The employer sanctions provision of the 1986 Immigration Reform and Control Act penalizes employers who knowingly hire unauthorized workers. Under IRCA, employers are subject to civil and/or criminal penalties; however, given the widespread availability of counterfeit documentation, in some cases it becomes difficult to discern the employment eligibility status of some workers. Using experimental methods, this study provides some evidence that marginal increases in employer compliance rates are significantly higher when employers have perfect information on the employment eligibility status of its potential workers than when they do not. The experimental results suggest that increases in government spending for employer sanctions enforcement may be more effective if the informational asymmetry faced by employers is solved first. A possible solution to this problem may lie in the adoption of tamper-proof documentation such as a national identification card.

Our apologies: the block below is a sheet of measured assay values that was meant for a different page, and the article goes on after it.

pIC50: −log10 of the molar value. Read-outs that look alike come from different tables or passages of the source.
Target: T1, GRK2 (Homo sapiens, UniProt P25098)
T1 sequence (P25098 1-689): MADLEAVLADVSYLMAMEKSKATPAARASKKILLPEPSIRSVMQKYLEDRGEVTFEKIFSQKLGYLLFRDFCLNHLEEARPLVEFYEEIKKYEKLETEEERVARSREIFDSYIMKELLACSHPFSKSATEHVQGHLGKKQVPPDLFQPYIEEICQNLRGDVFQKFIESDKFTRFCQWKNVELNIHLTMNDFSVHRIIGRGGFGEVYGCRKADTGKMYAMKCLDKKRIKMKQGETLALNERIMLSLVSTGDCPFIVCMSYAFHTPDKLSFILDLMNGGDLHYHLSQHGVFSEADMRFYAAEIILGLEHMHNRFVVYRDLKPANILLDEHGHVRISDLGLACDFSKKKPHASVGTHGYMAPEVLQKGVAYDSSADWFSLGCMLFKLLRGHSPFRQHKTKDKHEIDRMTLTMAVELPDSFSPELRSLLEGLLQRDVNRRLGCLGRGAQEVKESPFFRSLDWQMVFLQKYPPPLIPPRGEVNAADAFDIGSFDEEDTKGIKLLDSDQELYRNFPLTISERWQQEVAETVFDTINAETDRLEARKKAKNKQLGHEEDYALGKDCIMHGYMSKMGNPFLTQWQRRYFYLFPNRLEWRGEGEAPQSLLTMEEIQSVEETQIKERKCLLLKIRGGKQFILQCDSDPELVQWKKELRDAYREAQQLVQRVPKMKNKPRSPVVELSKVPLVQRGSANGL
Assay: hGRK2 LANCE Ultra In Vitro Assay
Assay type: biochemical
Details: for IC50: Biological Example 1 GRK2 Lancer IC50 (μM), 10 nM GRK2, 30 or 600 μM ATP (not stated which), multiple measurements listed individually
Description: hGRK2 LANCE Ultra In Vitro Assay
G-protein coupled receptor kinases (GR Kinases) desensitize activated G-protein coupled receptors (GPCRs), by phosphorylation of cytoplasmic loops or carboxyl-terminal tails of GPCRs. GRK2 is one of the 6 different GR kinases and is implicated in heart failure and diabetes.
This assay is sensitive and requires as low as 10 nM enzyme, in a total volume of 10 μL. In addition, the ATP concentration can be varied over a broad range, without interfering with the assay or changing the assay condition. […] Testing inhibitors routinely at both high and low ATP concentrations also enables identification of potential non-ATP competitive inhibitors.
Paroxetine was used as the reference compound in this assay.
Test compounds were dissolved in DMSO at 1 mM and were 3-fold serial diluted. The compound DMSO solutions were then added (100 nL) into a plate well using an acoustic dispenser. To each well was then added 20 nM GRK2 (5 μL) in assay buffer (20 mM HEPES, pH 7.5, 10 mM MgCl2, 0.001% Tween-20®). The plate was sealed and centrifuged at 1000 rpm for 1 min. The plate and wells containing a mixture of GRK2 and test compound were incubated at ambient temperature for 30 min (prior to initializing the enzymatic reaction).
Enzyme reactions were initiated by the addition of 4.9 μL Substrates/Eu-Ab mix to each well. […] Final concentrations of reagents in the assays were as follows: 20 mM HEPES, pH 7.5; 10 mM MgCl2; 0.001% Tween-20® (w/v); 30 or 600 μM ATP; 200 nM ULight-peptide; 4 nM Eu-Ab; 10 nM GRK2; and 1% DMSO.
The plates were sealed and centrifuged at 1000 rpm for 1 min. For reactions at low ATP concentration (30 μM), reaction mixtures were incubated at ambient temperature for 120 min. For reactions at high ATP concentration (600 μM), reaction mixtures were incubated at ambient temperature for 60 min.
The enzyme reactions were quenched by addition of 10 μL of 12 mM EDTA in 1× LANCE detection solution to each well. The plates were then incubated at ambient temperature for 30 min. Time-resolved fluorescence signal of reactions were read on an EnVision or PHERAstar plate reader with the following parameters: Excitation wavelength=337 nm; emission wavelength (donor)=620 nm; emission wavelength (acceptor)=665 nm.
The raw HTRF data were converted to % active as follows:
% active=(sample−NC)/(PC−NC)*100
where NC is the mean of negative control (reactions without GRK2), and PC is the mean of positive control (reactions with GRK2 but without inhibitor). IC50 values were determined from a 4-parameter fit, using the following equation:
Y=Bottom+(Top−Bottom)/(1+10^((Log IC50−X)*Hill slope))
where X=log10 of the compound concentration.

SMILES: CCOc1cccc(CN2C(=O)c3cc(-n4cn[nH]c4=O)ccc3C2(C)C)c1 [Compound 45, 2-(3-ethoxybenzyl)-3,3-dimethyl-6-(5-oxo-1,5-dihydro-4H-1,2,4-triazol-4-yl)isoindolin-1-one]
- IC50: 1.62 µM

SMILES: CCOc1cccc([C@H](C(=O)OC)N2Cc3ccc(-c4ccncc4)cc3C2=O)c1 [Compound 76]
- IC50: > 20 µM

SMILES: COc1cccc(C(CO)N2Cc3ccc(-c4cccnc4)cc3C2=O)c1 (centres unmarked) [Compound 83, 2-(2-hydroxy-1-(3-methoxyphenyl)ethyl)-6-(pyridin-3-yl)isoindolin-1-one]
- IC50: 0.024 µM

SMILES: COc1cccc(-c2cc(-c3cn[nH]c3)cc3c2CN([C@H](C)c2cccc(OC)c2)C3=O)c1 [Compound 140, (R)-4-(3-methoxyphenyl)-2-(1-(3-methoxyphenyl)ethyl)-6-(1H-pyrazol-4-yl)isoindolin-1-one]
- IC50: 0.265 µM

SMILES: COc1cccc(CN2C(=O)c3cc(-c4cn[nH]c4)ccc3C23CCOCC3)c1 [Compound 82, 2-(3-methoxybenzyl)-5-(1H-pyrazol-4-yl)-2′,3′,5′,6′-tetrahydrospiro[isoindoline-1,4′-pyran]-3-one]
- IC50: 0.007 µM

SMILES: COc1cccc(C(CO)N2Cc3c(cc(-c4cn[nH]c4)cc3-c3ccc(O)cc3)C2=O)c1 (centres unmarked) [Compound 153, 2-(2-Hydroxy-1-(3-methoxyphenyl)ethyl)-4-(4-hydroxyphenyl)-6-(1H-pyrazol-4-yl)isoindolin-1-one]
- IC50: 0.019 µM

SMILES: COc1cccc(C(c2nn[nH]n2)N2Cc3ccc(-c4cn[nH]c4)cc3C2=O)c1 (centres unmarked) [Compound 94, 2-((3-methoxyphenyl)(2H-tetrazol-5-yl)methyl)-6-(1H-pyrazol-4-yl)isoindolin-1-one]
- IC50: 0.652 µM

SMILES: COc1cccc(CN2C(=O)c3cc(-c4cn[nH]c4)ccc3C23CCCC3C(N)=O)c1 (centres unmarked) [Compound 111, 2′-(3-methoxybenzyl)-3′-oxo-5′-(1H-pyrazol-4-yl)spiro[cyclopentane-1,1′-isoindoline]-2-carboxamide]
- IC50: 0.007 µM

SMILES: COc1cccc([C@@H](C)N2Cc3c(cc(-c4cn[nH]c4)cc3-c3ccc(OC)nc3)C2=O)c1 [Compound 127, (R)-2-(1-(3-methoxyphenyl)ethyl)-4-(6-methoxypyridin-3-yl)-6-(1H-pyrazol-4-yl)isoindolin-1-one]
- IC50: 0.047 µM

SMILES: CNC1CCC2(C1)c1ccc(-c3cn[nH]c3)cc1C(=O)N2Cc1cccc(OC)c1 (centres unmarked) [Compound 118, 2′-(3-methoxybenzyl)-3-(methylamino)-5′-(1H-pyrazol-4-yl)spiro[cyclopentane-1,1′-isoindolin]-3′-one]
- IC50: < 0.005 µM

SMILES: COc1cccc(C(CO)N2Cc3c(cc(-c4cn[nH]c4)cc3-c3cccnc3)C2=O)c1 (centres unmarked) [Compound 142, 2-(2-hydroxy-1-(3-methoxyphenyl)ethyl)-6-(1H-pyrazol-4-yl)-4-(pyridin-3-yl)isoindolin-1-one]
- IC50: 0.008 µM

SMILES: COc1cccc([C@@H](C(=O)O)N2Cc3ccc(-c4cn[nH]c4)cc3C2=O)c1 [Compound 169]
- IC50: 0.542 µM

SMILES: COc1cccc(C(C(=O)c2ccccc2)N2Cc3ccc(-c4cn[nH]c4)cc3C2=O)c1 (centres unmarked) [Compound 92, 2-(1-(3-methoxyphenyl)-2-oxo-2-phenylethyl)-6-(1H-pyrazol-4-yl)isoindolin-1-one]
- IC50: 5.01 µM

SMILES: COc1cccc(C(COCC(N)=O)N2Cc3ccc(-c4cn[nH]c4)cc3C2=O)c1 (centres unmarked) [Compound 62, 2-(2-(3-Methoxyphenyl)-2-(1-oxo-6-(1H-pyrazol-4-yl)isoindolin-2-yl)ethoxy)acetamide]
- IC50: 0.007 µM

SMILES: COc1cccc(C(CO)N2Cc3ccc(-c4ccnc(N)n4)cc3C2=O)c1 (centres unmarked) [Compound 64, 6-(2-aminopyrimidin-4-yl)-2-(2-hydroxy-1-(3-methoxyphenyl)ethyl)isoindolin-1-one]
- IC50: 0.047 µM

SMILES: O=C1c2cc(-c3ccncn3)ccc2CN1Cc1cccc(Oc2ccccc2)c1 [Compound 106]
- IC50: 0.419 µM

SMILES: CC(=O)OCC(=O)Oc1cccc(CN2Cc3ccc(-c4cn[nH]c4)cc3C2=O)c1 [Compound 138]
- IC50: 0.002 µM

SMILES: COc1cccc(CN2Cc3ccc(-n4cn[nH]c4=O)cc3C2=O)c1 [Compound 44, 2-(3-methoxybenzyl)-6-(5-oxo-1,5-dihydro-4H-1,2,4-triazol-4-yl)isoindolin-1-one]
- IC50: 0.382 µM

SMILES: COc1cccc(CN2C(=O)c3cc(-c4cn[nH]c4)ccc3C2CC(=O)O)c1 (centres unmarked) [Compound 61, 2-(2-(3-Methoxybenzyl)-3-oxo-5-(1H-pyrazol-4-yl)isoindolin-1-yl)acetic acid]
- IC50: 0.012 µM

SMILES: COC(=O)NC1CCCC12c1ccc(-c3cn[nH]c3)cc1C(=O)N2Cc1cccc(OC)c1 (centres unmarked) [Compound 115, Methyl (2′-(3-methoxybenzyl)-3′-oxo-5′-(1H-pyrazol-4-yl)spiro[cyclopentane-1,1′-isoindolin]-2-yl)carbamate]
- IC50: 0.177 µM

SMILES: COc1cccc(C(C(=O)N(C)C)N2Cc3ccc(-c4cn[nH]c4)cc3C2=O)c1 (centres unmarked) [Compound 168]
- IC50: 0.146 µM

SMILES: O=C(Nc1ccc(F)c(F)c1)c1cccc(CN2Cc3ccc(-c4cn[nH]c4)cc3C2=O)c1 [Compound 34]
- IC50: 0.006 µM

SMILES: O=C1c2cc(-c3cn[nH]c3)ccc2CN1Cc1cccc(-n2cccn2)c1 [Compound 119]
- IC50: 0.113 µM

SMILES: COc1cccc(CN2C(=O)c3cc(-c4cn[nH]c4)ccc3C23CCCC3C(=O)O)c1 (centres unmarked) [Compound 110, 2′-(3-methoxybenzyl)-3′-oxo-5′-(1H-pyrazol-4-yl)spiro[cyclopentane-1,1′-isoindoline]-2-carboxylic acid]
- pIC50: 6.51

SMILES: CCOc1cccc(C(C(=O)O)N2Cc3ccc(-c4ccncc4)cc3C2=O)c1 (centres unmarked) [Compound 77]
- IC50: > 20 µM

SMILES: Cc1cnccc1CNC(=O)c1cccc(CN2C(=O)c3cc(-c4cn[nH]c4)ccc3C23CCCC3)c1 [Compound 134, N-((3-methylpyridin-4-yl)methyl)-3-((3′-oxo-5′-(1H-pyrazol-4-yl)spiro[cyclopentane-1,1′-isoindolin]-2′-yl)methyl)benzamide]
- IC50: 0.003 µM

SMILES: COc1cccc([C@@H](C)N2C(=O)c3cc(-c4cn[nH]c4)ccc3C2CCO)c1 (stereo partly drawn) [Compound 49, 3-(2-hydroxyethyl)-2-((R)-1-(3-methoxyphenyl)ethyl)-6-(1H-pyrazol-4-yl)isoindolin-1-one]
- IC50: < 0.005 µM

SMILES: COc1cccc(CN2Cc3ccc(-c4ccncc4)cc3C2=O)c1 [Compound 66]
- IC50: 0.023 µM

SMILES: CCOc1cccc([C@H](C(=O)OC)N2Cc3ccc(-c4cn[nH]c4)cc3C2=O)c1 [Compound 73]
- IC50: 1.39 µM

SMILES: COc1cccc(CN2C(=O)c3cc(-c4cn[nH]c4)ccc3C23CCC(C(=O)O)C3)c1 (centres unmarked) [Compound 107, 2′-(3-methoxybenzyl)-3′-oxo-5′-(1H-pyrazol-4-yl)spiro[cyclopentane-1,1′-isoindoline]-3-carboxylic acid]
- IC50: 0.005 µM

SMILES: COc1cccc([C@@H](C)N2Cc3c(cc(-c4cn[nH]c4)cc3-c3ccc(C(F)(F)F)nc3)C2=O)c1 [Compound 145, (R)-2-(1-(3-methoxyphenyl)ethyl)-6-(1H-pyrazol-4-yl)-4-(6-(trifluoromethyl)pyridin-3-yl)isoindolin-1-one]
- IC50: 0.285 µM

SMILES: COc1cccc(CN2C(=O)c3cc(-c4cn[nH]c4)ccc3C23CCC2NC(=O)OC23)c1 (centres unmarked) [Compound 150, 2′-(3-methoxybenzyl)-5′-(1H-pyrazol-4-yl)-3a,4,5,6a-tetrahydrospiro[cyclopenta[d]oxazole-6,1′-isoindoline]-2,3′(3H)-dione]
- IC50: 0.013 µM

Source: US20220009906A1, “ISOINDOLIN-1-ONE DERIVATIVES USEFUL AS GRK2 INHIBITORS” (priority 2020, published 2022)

- Asymmetric and private information
- Experimental economics
- Illegal behavior and the enforcement of law
ASJC Scopus subject areas
- Economics and Econometrics
- Organizational Behavior and Human Resource Management